10: The role of toothwear in occlusion


The role of toothwear in occlusion

Anders Johansson and Gunnar E. Carlsson

This chapter discusses various aspects of occlusion in relation to toothwear based on an evaluation of the available literature. As background information, some relevant historical perspectives on the subject are provided.

Extensive toothwear seems to have been the norm in ancient societies, with factors such as dietary habits, food composition and its preparation, and age being among its main contributory factors (Johansson et al. 2008). The consequences went beyond extensive deterioration of occlusal morphology to include notable changes in dentoalveolar and craniofacial morphology over a lifetime. These changes are considered to have maintained an efficient masticatory system, which was vital for survival (Hylander 1977). The effects on craniofacial morphology of excessive function, quite apart from occlusal and proximal toothwear, are primarily passive tooth eruption, lingual tilting of the anterior teeth and an anterior rotation of the mandible, resulting in a more ‘edge-to-edge’ anterior relationship (Begg & Kesling 1977; Hylander 1977; Johansson 1992; Fig. 10.1).

The frequency of malocclusions in primitive man is lower than in his modern counterpart, and it has been speculated that this resulted from attrition-caused alterations in the dentofacial morphology. Low frequencies of crowding, impacted molars, rotations, amongst others, in primitive populations can be attributed to the substantial gain of space in the dental arch following proximal attrition, thus preventing space-related malocclusions (Begg & Kesling 1977). As wear progresses, different opinions have been expressed as to whether facial height is reduced or whether it is unaffected. It is likely that this depends on the rate at which toothwear is occurring: if the rate is slow, compensatory dentoalveolar growth mechanisms will compensate for the decrease of facial height caused by the shortening of teeth, while if there is a rapid toothwear, these mechanisms may not be able to fully compensate and the occlusal vertical dimension (OVD) may be reduced. Begg and Kesling (1977) speculated that the facial height of modern Western man increases during life because of a lack of attrition. That facial height increase in adulthood has indeed been confirmed in several studies (Kollias & Krogstad 1999). However, whether the sole cause for this is an absence of attrition is not clear. Changes of craniofacial morphology similar to those observed in ancient materials have also been found in modern high-wear subjects (Fig. 10.2; Kiliaridis et al. 1995). The anthropological observations described provide some insight into causation, progression and features of severe toothwear. The similarities they show with today’s patients with severe toothwear are remarkable and may to an extent contextualize the outcomes seen both before and after attempts at managing such conditions in today’s patients. In addition, the continuing alteration of craniofacial morphology is also of significance to explain the infraposition sometimes seen in implant-supported crowns (Thilander 2009).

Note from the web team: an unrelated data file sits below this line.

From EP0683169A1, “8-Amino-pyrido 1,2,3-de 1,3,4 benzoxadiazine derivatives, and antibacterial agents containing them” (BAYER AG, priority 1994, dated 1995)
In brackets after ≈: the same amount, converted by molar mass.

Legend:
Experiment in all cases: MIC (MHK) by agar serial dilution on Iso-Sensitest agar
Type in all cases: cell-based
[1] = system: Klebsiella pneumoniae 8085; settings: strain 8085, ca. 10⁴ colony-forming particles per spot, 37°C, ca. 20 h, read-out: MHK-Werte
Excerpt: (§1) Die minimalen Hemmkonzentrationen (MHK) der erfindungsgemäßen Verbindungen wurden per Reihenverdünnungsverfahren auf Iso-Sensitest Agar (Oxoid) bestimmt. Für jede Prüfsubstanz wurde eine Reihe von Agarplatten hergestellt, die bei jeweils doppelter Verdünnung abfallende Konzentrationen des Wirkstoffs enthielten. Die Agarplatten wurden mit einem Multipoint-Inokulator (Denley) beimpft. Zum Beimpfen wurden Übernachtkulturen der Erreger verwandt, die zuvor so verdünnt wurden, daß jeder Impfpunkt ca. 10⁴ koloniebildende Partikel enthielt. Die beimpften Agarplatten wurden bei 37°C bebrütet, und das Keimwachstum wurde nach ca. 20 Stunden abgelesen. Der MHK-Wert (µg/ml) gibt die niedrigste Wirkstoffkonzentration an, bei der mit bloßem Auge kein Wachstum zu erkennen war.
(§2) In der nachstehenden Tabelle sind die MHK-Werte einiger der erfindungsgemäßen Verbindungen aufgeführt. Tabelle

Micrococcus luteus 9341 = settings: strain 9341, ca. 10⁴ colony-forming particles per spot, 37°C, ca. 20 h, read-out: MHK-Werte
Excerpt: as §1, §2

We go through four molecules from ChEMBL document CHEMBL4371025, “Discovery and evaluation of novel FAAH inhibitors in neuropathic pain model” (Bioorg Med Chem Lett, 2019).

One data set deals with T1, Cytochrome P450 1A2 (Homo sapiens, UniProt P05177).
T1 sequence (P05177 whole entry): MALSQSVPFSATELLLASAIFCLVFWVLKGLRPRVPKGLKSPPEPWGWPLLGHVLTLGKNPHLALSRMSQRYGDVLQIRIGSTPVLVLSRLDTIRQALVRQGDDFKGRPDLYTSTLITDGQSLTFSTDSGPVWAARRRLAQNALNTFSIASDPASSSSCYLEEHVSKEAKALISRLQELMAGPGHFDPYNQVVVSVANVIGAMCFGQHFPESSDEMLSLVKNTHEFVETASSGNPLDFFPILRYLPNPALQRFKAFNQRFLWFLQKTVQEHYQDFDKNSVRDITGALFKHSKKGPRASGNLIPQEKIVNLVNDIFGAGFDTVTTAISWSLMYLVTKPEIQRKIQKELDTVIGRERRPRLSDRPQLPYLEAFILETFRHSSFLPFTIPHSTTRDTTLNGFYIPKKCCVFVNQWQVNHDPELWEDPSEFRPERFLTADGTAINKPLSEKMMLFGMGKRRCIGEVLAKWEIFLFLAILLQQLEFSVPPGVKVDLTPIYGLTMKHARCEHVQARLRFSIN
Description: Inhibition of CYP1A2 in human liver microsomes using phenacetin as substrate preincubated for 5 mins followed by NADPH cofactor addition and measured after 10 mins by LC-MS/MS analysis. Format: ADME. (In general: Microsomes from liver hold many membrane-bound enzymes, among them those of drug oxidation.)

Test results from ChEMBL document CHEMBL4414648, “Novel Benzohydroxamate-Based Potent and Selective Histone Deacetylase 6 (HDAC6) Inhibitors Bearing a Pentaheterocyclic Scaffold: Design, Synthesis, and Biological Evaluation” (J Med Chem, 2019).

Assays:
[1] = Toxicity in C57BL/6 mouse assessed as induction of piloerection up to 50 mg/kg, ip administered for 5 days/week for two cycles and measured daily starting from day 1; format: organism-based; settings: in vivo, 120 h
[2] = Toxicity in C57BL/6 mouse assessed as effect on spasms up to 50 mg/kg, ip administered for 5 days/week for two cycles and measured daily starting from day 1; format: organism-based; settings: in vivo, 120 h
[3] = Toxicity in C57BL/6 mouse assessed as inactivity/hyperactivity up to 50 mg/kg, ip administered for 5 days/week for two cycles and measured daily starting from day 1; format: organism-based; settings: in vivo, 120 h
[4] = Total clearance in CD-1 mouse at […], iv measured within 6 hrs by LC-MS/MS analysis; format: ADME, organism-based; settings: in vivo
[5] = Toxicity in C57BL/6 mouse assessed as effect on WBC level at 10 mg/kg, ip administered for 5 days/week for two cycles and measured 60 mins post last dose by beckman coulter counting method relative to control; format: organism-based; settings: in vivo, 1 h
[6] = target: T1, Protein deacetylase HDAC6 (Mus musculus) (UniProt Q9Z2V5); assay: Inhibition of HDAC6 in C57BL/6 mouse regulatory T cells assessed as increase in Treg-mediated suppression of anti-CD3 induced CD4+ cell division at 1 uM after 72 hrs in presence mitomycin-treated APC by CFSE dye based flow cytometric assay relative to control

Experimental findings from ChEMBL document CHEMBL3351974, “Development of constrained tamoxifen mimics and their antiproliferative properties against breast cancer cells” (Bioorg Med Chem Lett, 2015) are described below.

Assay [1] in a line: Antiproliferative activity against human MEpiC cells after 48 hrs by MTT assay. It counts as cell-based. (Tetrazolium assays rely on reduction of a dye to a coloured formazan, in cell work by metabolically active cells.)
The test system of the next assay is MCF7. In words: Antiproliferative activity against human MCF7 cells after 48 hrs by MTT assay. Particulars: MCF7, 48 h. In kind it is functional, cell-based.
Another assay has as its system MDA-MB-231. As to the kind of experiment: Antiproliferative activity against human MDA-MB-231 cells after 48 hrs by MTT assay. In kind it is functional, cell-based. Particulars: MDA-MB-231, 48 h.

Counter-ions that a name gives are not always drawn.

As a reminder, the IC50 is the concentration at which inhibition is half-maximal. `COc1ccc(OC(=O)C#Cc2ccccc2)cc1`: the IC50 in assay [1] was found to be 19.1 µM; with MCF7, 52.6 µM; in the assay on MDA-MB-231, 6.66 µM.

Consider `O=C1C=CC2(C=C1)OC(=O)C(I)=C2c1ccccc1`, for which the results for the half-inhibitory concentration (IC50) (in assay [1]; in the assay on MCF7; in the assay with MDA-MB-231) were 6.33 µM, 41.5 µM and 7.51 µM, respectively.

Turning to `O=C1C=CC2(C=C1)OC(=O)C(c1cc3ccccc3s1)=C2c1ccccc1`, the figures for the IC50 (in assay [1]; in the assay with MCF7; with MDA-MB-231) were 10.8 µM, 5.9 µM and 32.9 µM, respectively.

Figure 10.1 Development of an edge-to-edge bite in a contemporary 50-year-old Saudi man. (With permission from Johansson & Carlsson 2006.)


Figure 10.2 Mean facial diagrams of men and women in occlusal wear samples and cephalometric norm values. (With permission from Kiliaridis et al. 1995.)


In historical skull materials, toothwear was a more common cause of tooth damage and tooth loss than either dental caries or periodontal disease (Fig. 10.3). In Egyptian mummies, almost all abscesses in the jaws were ascribed to toothwear and only a fraction to caries. Even though toothwear in modern man is usually far less extensive, its impact on patients’ satisfaction with their dentition can be severe and affect their quality of life (Al-Omiri et al. 2006).

Figure 10.3 Extensive toothwear of maxillary teeth in a medieval man estimated to be 35–45 years old. The loss of the first right molar was most certainly caused by wear penetrating into the pulp, subsequently leading to an inflammatory process in the periapical jawbone. (By courtesy of Dr. M. Wretemark, editor of S:t Per i Skara, a book on excavations of a medieval graveyard in the Swedish town Skara, published in Swedish 2010; photograph taken by L.G. Olsson.)


In the anthropological literature, it has been assumed that toothwear had a linear progression, so that it could be used for age determination in historical skull materials (Fig. 10.4; Wedel et al. 1998).

Figure 10.4 Mandibular teeth from a medieval person with estimated age 25–35 years. Some crowding in the premolar regions and extensive toothwear on the first molars, but no caries. (With permission from Wedel et al. 1998.)


Figure 10.5 Casts of Australian aborigines showing increasing toothwear with age. (With permission from Beyron 1964.)


The linearity of its progression is evident also in contemporary populations before they adopted Western lifestyles, e.g. in the Australian aborigines some 50 years ago, as described by Beyron (1964; Fig. 10.5).

In contrast to linear progression, modern man more likely experiences ‘bursts’ of wear, coinciding with the presence of certain causative factors, which can explain part of the widely differing severities and patterns of wear found in people today, and even amongst those of the same age (Johansson 2002). Today, dental erosion is widely considered to be a major cause of toothwear (Bartlett 2005), yet the morphological features of the wear seen show a remarkable similarity with those seen in our ancestors (Figs. 10.6a & b).